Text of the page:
Electoral Law – Registration of political parties – Submission of candidacies
General principles of Electoral Law;
Submission of candidates;
Admission of candidates;
Influencing the will of the people;
Right to political participation;
Limits on fundamental rights;
Restriction of fundamental rights;
Principle of proportionality.
RULING No. 178/15
11 of March of 2015
The Constitutional Court denied an appeal lodged by a political party and confirmed the lower court’s decision not to admit the party’s first list of candidates for election to the Legislative Assembly of the Madeira Autonomous Region (RAM), because it had failed to comply with a RAM Legislative Assembly Law norm under which a political party can only submit a list of candidates if the party itself was registered by the beginning of the submission window.
The Court noted that the exercise of the fundamental right to participate in democracy by taking part in elections is subject to formal constraints, whose dual purpose is to ensure that that participation is serious and that elections are the object of healthy competition. It took the view that the norm in question does not constitute a ‘restriction’ on a fundamental right, but rather the lesser format ‘limitation’, and so cannot be invoked as grounds for the norm’s unconstitutionality. Moreover, even if one were to admit that some degree of review of the proportionality of limitations on the exercise of fundamental rights were possible, in the present case the Court considered the condition imposed by the law to be both appropriate and necessary. Appropriate, because it makes it possible to fix the moment in time at which everyone knows what parties and coalitions are capable of taking part in the elections and allows electoral strategies to be adjusted accordingly. Necessary, because it is indispensable to ensuring the public is aware of all the competing political forces in each election and enabling voters to know exactly when candidacies can be submitted.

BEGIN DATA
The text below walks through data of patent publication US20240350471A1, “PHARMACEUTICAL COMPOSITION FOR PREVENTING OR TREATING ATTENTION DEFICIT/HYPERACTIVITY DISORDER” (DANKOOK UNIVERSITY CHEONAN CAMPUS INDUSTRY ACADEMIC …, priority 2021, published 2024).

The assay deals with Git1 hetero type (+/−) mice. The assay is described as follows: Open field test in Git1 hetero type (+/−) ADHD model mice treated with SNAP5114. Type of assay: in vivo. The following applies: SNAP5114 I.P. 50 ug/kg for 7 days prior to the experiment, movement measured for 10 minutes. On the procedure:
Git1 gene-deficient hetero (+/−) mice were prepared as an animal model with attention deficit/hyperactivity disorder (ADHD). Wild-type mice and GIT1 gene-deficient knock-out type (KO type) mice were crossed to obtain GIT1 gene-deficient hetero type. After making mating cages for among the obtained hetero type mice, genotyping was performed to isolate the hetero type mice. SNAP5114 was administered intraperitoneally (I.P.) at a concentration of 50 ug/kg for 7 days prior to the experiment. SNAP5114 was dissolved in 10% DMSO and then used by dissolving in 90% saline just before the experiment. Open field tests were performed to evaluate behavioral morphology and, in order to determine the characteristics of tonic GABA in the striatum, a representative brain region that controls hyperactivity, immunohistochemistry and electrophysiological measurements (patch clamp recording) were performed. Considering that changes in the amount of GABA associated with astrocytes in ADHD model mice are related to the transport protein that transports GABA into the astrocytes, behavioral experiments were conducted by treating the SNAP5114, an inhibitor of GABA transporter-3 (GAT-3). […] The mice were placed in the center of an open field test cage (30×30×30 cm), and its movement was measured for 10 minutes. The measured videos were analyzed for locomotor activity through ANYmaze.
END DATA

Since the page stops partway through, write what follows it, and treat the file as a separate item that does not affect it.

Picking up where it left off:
The Court held that preventing political parties from submitting candidates when they have already registered as a party, but did so after the beginning of the submission window, does not arbitrarily or disproportionately condition, limit or restrict those parties’ constitutionally protected rights.
The Court was also of the opinion that this norm does not directly undermine the constitutional right of citizens to take part in political life and the management of the country’s public affairs. One possible issue might be the constitutional right of political parties to compete democratically in order to influence the will of the people and organise the political power (in the sense of the tripartite separation of powers), but this is precisely the right that explains the legal requirement for parties to already be registered with the Constitutional Court on the first day on which it is possible to submit candidacies.
Recognition of a political party’s legal personality is dependent on that party being registered, and registration is thus constitutive and not merely declarative in nature. Prior to its registration the political party does not exist, and the Portuguese legal system does not admit the formal existence of unregistered political parties. If it is not registered with the Constitutional Court, there is no political party, but just an association with political ends to which the legal regime governing political parties and the rights pertaining to them does not apply.
Besides the specific competences to review of the constitutionality of norms and declare them (abstract review) or find them (concrete review) unconstitutional that pertain to it as the constitutional review organ per se, the Constitutional Court is competent with regard to other matters, particularly electoral processes. One of the latter was the object of the present case, in which the Court analysed a party’s appeal against a decision in which the Funchal Court denied its application to submit a list of candidates for election to the Legislative Assembly of the Madeira Autonomous Region.
At issue here was the constitutionality of an article in the RAM Legislative Assembly Electoral Law, under which candidacies can only be submitted by political parties, but those parties must have been registered by the beginning of the time window for that submission.